The Wellesley Recreation Commission continues to explore options for satisfying both pickleball players and neighbors, some of whom have complained about the noisiness of the popular paddle sport. No changes to the current locations or playing times have taken place, but the Commission did have a couple of updates to share with the public.
The discussion starts about 63 minutes into the meeting (Wellesley Media recording).
Recreation Department Director Matt Chin said Rec met recently with School Committee and Natural Resources Commission reps, as those latter two organizations oversee the properties where pickleball is played outside in town (Sprague Fields, Schofield, Perrin Park).
“One of the big things that came out of it was just getting basic data about who thinks what about these courts being used,” Chin said, adding there are plans to survey abutters. (There have been instances of confrontations between players and neighbors that Rec’s hoping to put a stop to.)
There’s also a move afoot to get an outfit to measure the sound—decibel levels and ambient sound readings—at the locations. This will probably cost Rec about $7K and plans are to get the measurements going over the next few weeks. Having data should enable the Recreation Commission to make recommendations to the town land overseers.
Rec reps also recently made a field trip to Burlington to get a better feel for how the sound-reducing fencing they’re using works, and while that town seems satisfied with the mitigation method, Wellesley’s not so sure it will be effective here, especially for residents who live above court levels.
The town may wind up making short-term changes (say moving the Sprague pickleball lines to courts on that property further from the residences and reducing hours) with an eye toward making long-term changes, such as possibly putting courts at the Morses Pond parking lot area. Pickleball has not been located at the Hunnewell tennis courts on Rte. 16 mainly because the Wellesley Public Schools athletic program has asked Rec not to allow it due to conflicts with school sports. There was some talk about the possibility of encouraging players to use equipment designed to be quieter, but monitoring that would be a nightmare.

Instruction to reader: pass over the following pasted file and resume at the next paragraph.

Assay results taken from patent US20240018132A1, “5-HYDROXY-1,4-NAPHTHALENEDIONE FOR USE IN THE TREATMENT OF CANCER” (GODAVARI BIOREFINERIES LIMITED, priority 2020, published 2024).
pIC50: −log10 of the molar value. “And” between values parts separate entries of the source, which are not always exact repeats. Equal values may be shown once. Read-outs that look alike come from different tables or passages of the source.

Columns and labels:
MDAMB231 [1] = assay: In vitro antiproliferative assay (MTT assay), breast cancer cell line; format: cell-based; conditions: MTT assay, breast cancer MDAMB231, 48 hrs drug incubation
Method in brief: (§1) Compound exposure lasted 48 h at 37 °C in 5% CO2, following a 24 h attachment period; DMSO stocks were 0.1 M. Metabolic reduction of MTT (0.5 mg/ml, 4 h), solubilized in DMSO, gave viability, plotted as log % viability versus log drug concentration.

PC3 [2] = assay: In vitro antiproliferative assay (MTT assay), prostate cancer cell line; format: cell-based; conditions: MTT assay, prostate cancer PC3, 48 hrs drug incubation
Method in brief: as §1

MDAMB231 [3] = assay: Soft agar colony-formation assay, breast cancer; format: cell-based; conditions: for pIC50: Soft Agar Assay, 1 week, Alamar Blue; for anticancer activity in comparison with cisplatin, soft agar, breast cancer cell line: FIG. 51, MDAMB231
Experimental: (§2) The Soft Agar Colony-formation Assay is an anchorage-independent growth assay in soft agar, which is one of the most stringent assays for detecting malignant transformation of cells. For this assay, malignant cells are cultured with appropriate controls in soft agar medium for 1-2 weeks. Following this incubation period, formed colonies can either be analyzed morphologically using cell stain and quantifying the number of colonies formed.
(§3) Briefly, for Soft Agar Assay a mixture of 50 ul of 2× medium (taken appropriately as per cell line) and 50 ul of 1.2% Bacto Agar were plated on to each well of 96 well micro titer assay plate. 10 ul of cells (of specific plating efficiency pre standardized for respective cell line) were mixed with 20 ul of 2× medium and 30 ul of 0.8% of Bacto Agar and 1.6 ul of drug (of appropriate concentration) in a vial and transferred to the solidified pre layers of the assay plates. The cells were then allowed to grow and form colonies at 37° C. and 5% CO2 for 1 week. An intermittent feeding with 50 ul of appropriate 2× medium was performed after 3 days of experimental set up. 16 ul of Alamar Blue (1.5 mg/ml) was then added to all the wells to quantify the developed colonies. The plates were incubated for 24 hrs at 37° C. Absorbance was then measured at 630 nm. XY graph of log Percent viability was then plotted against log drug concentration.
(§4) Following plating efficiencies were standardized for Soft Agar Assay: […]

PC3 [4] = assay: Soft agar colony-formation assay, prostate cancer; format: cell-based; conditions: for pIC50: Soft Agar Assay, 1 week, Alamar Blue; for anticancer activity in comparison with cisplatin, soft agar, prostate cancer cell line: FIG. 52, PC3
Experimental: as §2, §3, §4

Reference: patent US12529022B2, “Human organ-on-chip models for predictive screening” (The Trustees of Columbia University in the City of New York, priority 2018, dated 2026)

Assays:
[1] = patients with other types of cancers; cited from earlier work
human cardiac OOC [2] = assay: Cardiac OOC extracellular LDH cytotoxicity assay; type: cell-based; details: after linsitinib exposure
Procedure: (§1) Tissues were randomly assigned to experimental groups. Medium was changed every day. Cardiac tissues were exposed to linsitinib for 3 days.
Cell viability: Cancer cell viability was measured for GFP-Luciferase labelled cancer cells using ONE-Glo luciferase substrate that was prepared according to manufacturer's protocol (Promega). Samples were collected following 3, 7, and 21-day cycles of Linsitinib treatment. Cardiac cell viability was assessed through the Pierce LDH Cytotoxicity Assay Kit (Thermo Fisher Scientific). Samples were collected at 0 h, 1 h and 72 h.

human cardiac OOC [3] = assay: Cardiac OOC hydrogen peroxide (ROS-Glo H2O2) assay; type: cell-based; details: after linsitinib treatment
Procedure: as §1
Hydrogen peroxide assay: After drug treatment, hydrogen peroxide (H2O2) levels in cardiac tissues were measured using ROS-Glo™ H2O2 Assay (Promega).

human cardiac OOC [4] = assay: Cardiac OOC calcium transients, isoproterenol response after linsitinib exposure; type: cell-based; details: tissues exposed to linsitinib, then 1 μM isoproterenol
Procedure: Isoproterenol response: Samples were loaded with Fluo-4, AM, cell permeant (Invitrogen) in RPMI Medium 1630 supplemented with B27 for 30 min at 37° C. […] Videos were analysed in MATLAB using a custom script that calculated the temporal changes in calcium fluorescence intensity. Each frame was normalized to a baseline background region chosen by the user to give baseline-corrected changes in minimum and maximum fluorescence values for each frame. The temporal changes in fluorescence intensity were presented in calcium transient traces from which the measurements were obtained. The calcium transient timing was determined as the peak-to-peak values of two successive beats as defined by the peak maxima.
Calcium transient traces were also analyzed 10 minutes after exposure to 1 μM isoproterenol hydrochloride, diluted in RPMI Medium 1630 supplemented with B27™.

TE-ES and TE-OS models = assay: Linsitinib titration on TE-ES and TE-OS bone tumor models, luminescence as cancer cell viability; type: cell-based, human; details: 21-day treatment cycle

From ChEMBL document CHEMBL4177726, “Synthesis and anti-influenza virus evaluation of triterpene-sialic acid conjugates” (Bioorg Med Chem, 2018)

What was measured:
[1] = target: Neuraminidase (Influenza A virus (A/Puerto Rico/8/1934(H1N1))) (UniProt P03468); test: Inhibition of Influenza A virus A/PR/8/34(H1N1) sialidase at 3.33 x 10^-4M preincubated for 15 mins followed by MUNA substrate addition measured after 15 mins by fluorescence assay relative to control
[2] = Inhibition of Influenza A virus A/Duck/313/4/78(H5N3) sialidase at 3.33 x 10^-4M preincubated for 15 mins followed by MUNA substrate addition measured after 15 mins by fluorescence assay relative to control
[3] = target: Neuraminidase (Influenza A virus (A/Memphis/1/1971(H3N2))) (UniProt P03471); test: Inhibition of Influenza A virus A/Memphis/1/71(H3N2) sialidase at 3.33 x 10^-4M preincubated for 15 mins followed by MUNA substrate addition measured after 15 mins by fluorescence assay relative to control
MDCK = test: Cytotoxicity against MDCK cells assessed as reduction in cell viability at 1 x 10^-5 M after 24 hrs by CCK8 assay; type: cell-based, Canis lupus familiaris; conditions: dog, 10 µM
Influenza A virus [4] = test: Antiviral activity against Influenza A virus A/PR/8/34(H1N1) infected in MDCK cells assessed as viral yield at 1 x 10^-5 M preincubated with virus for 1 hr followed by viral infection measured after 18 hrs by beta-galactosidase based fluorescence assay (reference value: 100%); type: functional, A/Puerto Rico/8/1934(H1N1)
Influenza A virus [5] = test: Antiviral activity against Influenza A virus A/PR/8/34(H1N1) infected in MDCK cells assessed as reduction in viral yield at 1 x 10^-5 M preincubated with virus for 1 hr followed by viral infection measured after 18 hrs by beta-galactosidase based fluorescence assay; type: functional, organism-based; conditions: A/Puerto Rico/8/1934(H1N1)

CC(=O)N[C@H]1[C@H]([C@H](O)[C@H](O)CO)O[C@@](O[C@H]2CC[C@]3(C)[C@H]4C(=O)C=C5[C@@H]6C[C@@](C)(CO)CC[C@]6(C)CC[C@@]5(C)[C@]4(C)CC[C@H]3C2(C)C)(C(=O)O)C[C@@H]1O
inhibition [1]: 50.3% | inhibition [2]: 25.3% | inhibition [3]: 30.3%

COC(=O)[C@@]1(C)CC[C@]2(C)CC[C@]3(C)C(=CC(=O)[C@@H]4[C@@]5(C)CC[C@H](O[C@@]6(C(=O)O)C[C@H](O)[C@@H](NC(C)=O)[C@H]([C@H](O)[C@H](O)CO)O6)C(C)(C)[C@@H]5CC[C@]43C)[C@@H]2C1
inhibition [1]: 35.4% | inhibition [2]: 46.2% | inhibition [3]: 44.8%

The meeting included a handful of citizen speakers, all of whom encouraged the Commission to appreciate the community that has arisen around pickleball in town, introducing people to new sets of friends across age groups on the court and that have carried over off the court. While strongly urging Rec to allow for pickleball outdoors, they also said they hope to find solutions that neighbors will be OK with. As several said, the sport is only becoming more popular, meaning that demand for more courts is coming.
Related: Natick pickleball meeting draws a crowd—and lots of ideas
According to Planning Board meeting minutes from the Town of Burlington, they spent $30,000 on sound mitigation that was not satisfactory – see document page 5 , subsection under “New Business”:
They’re considering moving their courts permanently because of the noise. The Town needs to stop considering “band-aid” solutions to this problem and it’s only a matter of time before a fight breaks out on the courts- as it did in Needham.
The best long-term solution for everyone involved is to build dedicated Pickleball courts in a location designed for Pickleball play. We shouldn’t waste Town money on studies or mitigation that could otherwise be spent on building new courts for the Pickleball community.
In case anyone wants to inform themselves on Pickleball Noise Assessment. Here is a link to a Sound Engineering company that has a ten year record of measuring Pickleball Impulse Sound. “Consulting firm Spendiarian & Willis, one of whose specialties is environmental acoustics, recommends pickleball courts be located within 500 to 600 feet of residential properties.” This is the type of company that should be used by the Town instead of the monster company, HMMH, that the Recreation Commission wants to use.
Atten. Welleslley Board of Health.